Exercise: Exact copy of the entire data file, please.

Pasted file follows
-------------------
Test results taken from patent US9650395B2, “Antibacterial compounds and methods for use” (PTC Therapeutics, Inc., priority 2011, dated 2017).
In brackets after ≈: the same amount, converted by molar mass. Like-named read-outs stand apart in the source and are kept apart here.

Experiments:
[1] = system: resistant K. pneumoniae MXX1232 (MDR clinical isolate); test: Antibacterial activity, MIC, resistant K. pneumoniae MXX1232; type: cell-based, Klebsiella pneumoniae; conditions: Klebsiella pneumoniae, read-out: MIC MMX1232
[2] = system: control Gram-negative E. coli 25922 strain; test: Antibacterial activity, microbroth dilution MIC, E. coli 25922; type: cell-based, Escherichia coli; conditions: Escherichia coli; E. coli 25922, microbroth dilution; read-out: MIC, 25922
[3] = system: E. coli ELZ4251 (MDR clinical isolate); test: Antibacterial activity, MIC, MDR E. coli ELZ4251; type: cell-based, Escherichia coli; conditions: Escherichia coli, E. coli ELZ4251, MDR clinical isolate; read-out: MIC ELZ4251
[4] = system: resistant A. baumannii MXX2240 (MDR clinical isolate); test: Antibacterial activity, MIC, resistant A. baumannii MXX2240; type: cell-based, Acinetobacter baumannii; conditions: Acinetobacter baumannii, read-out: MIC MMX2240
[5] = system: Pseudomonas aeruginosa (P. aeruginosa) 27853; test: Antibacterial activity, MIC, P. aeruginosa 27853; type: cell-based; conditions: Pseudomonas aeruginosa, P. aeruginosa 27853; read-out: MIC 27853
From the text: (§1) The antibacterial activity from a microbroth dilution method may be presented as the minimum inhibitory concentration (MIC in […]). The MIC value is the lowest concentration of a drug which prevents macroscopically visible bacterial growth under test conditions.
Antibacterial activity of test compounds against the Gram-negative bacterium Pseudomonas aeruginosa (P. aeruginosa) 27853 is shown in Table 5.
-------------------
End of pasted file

Test results taken from patent US9650395B2, “Antibacterial compounds and methods for use” (PTC Therapeutics, Inc., priority 2011, dated 2017).
In brackets after ≈: the same amount, converted by molar mass. Like-named read-outs stand apart in the source and are kept apart here.

Experiments:
[1] = system: resistant K. pneumoniae MXX1232 (MDR clinical isolate); test: Antibacterial activity, MIC, resistant K. pneumoniae MXX1232; type: cell-based, Klebsiella pneumoniae; conditions: Klebsiella pneumoniae, read-out: MIC MMX1232
[2] = system: control Gram-negative E. coli 25922 strain; test: Antibacterial activity, microbroth dilution MIC, E. coli 25922; type: cell-based, Escherichia coli; conditions: Escherichia coli; E. coli 25922, microbroth dilution; read-out: MIC, 25922
[3] = system: E. coli ELZ4251 (MDR clinical isolate); test: Antibacterial activity, MIC, MDR E. coli ELZ4251; type: cell-based, Escherichia coli; conditions: Escherichia coli, E. coli ELZ4251, MDR clinical isolate; read-out: MIC ELZ4251
[4] = system: resistant A. baumannii MXX2240 (MDR clinical isolate); test: Antibacterial activity, MIC, resistant A. baumannii MXX2240; type: cell-based, Acinetobacter baumannii; conditions: Acinetobacter baumannii, read-out: MIC MMX2240
[5] = system: Pseudomonas aeruginosa (P. aeruginosa) 27853; test: Antibacterial activity, MIC, P. aeruginosa 27853; type: cell-based; conditions: Pseudomonas aeruginosa, P. aeruginosa 27853; read-out: MIC 27853
From the text: (§1) The antibacterial activity from a microbroth dilution method may be presented as the minimum inhibitory concentration (MIC in […]). The MIC value is the lowest concentration of a drug which prevents macroscopically visible bacterial growth under test conditions.
Antibacterial activity of test compounds against the Gram-negative bacterium Pseudomonas aeruginosa (P. aeruginosa) 27853 is shown in Table 5.